young moms picture

5 Steps to Get Your Mom to Stop making Decisions for your Child

A few weeks ago, my mother had the kids at her house while I had a “Staycation” in Las Vegas with my boyfriend. We spent the weekend hanging by the pool, going to great dinners, playing poker.. (I fricken love those weekends!) By Sunday night, I was in total relaxation mode.. but then I got the call.

“Hi Mommy! Guess what? Grandma put purple streaks in my hair!” -Angelina Ford, age 8.

My mood went from “totally chilled” to “positively pissed” in about 0.5 seconds. get your mom to stop making decisions for your child

“Why the f*ck would my mom do that?” “Who the hell does she think she is?” “I don’t care if she’s her grandmother, she has no right to dye my kid’s hair!” “That’s it, I’m gonna cuss her out…” -These are a few of the thoughts that jumped right in my head.

Luckily, because of years of practicing how to react when I get angry (It’s been a long road), I was able to refrain from calling her back immediately and giving her a piece of my mind. Instead, I decided to think about it for a little while and think through what I would say to express my feelings about the incident and also make it clear that I didn’t want another similar situation coming up again.

I had the conversation, my mom understood and luckily purple is a color that fades out pretty quickly, so it’s all good now.

I shared this story because a lot of girls have written to me that a big issue for them is their mom trying to raise their kid. It’s even worse when you live at your mom’s house and she’s helping you out financially.

How are you supposed to tell your mom that you don’t approve of something when she’s helping to support you and you’d be lost without her?

Here are 5 things to remember when you want to tell your mom off:


I know how hard this one is. When you’re so pissed about something that you can literally feel yourself getting hot and start to shake, there is no way that anything helpful is going to come out of your mouth.. so just shut it. Put your hands over it, walk out of the room; whatever you have to do to NOT say exactly what’s on your mind in that moment.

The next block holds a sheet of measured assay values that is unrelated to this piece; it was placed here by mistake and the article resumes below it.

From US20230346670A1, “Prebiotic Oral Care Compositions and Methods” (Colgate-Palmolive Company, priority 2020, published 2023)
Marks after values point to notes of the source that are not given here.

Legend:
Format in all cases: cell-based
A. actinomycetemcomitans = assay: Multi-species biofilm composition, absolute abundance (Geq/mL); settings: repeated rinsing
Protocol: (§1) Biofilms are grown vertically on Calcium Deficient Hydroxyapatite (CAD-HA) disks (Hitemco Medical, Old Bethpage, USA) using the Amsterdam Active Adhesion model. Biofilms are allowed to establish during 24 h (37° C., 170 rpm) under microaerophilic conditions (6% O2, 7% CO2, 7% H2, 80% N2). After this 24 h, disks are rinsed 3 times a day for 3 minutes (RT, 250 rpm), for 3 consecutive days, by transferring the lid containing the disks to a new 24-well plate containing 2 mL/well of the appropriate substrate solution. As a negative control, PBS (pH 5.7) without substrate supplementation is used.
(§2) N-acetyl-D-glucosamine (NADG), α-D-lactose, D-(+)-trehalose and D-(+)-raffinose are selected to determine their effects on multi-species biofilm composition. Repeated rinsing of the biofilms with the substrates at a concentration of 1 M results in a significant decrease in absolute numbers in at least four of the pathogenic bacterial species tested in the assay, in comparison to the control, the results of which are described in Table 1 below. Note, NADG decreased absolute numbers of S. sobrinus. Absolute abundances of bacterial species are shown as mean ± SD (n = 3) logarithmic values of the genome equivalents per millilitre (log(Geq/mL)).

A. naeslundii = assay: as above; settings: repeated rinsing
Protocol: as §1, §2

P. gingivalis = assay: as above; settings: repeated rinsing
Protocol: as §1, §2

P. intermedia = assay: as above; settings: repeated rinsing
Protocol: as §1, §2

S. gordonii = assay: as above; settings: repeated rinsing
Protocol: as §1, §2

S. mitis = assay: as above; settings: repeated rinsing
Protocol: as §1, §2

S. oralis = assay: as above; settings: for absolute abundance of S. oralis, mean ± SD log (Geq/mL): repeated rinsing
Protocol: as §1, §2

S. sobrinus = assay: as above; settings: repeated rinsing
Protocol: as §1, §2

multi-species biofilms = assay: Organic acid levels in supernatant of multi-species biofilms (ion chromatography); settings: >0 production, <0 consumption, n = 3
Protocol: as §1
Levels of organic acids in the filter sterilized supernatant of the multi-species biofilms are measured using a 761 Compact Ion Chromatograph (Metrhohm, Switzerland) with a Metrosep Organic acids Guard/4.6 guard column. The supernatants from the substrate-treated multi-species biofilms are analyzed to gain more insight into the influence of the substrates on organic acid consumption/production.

Even if you know you’re right about the issue and you want them to know that you’re pissed, sometimes not saying anything gets the point across better than yelling. When you yell at somebody, you give away your power. You especially don’t want to do that in this situation where your argument is about power to begin with. Criminals have said that they love getting cops to yell at them because then they know that they have the power.. it’s weird, but it’s true. So just zip those lips and throw away the key.. for at least a few minutes.


Not literally of course, unless you happen to wear the same size and she has a decent fashion sense.. but stop to think about her side of things for a minute and ask yourself a few questions..

Does she know that what she’s doing bothers you? Have you actually talked to her about it? You can’t just assume she knows what’s in your head. What a great world we would live in if everyone just knew what our expectations were and then followed through.

Are her intentions good or bad? Is she deliberately trying to piss you off or show you who’s in charge? Or is she maybe just not putting herself in your shoes and hasn’t thought about how you would feel about it? More often than not, she just hasn’t these steps to see your view point.


Is she making bad decisions for your kid that are definitely wrong like driving without a car seat (or dying her hair)? Or is she making decisions that are just not her place to make like deciding on a theme for a nursery or birthday party?

It’s OK to be mad at your mom for either, you just first need to be clear on if this is a genuine safety or health issue or if your mom is just crossing her boundaries.


When it comes to explaining your frustrations with someone, less is more. People have short attention spans (even your mom) so giving a 15 minutes speech or writing a novel telling her all of the issues you have will actually be a lot less effective than a short paragraph that is concise and well written.

Here is a sample speech to use:

“Mom, I want you to know I’m trying to be the best mom that I can right now. But it’s very hard for me to do that when I feel like I’m not in control of (insert child’s name). I know you have the best interest at heart but when you take it upon yourself to make a decision like (insert decision here) then that’s 1 less decision I get to make and those kind of decisions are part of being a mom. I understand you’re trying to help and I totally appreciate all that you do for me but can you please, from now on, run things like that by me first?”


You’d be nowhere without your mom and even though she’s a pain in the ass sometimes, you gotta make sure she knows how much you appreciate her.

Now you tell me! What kinds of things does your mom decide to take it upon herself to do? How do you usually handle these kind of situations?

Leave your story in the comments below…

5 Steps to Get Your Mom to Stop making Decisions for your Child